'Ruined' Nigerian executive calls for justice in William Jefferson corruption trial
by Bruce Alpert, The Times-Picayune
Thursday June 25, 2009, 10:30 PM
ALEXANDRIA, VA. -- A former Nigerian telecommunications executive told jurors Thursday that he decided to cooperate with an FBI investigation of former Rep. William Jefferson because he was "financially ruined" by his involvement with a Kentucky telecommunications firm Jefferson was promoting.
Dumebi Kachikwu, former part owner of Nigeria Digital Television, said he was so broke he couldn't pay his wife's college fees, and he "wanted some form of justice."
Kachikwu said he most looked forward "to sitting in this chair, " referring to the witness stand, and "testifying against the congressman."
Kachikwu said he had once worked closely with Jefferson, testifying that in May 2004, he had gotten information that authorities in Nigeria were prepared to arrest the congressman, who was in the country trying to resurrect the telecommunications project. Kachikwu said he learned the arrest was based on complaints from a fellow NDTV executive that Jefferson had sought bribes from the company.
Kachikwu said he drove the congressman and iGate CEO Vernon Jackson to the airport about 5:30 a.m. so they could leave the country earlier than planned and keep Jefferson from being imprisoned.
Thursday's session began with an announcement by Judge T.S. Ellis III that he had excused a female juror. He didn't say why, other than it was for a valid reason.
She was replaced by one of four alternates, also a woman.
Also testifying Thursday was Lester Pourciau, director of human resources at Southern University. He said the school has a policy dating to 1995 that requires all employees to get approval from supervisors for outside work, including consulting.
He said that a check of the files of Andrea Jefferson, a Southern University administrator and Jefferson's wife, found no form reporting outside work.
Prosecutors allege that Andrea Jefferson's firm, the ANJ Group, received more than $360,000 from iGate Inc. and millions of shares of iGate stock, which they characterize as bribes intended to get then-Rep. Jefferson's help winning contracts in western Africa.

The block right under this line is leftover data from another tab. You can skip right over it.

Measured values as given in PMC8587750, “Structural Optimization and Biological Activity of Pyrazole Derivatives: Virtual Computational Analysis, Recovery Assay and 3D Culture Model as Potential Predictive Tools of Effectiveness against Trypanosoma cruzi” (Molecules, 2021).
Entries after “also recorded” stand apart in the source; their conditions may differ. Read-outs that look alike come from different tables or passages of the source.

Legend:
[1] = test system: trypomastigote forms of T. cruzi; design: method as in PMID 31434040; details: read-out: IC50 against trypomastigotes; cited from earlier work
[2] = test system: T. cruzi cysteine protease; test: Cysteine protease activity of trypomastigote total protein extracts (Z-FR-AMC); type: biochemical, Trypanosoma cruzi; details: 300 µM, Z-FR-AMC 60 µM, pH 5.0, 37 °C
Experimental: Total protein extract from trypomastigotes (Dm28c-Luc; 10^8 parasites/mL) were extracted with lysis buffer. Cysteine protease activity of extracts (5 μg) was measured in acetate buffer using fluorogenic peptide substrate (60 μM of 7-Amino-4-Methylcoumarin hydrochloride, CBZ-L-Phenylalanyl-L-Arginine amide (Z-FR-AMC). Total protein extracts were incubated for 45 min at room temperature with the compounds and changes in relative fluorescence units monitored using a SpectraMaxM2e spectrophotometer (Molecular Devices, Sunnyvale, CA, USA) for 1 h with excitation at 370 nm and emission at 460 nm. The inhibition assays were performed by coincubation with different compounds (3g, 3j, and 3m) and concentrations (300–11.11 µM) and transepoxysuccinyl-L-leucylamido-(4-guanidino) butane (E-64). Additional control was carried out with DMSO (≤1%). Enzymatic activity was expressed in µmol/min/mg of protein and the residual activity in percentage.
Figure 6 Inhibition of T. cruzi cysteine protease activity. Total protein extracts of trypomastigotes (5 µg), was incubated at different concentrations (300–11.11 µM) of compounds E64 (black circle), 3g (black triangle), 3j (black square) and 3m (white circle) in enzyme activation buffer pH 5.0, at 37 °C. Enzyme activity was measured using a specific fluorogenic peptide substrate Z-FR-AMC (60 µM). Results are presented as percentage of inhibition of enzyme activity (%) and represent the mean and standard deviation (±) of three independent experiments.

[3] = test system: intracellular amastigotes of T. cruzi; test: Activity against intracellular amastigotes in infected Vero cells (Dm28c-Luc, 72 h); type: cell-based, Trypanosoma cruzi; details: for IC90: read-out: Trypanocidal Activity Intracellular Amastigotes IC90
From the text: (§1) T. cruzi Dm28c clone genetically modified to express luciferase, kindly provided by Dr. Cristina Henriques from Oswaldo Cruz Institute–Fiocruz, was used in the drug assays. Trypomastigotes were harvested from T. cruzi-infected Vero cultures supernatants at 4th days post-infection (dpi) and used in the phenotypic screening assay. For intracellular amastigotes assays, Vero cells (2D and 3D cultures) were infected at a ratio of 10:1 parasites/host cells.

In cross examination, William Jefferson's attorneys said that for a good deal of the time at issue, between May 2001 and her reinstatement in the summer of 2003, Andrea Jefferson did not work at Southern.
Kachikwu testified Wednesday that Jefferson had sought payoffs from NDTV that could have netted the New Orleans Democrat millions of dollars. The plan was for NDTV to use technology by iGate Inc., a Kentucky firm Jefferson was promoting, to develop cable and Internet service over existing phone lines.
Asked repeatedly by assistant U.S. Attorney Rebeca Bellows whether Jefferson ever told Nigerian officials that he had a financial stake in iGate or that he was receiving bribes from officials at NDTV, Kachikwu responded by either answering emphatically: "Absolutely not, " or "No."
He also did his best to support the prosecution argument that Jefferson was using his official congressional office to help iGate and other businesses, not, as the defense argues, acting on private business deals not covered by the federal bribery statute.
At one point, asked by Bellows to describe a letter Jefferson sent to the president of Nigeria, Kachikwu didn't dwell on the contents, but told the jury it was written on "official congressional letterhead."
In cross examination, Jefferson attorney Amy Jackson hit hard at what she argued were a series of inconsistencies and misstatements in Kachikwu's direct testimony.
After the NDTV deal had fizzled, he sent an e-mail to Vernon Jackson, the CEO of iGate, asking about working together on other technology deals, and continued to pursue other deals with the Kentucky company and Jefferson.
Kachikwu had a hard time remembering details of meetings when asked about them by Amy Jackson.
Kachikwu, who says he has left Nigeria and now lives in suburban Maryland, said he couldn't "recollect" when he met with the FBI, how many times he met with agents, what he had told them and whether he had helped his then fellow NDTV owners respond to a threat from iGate to "default" on its contractual obligations.
Amy Jackson described FBI accounts of an agent's interview with Kachikwu that showed his initial complaints didn't mention bribes at all, but centered on his belief he had been the victim of financial fraud, mostly by iGate. He told the FBI that his NDTV company had paid $6.5 million to iGate as an upfront payments to get the telecommunications project started, but that he and the firm had been only been repaid $1.7 million when the project died, according to Jackson.
Under questioning by Jackson, Kachikwu admitted he had not provided any of the $6.5 million, but that the money came instead from a Nigerian petroleum account administered by the then Nigerian vice president, Atiku Abubakar.
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Bruce Alpert can be reached at email@example.com or 202.383.7861.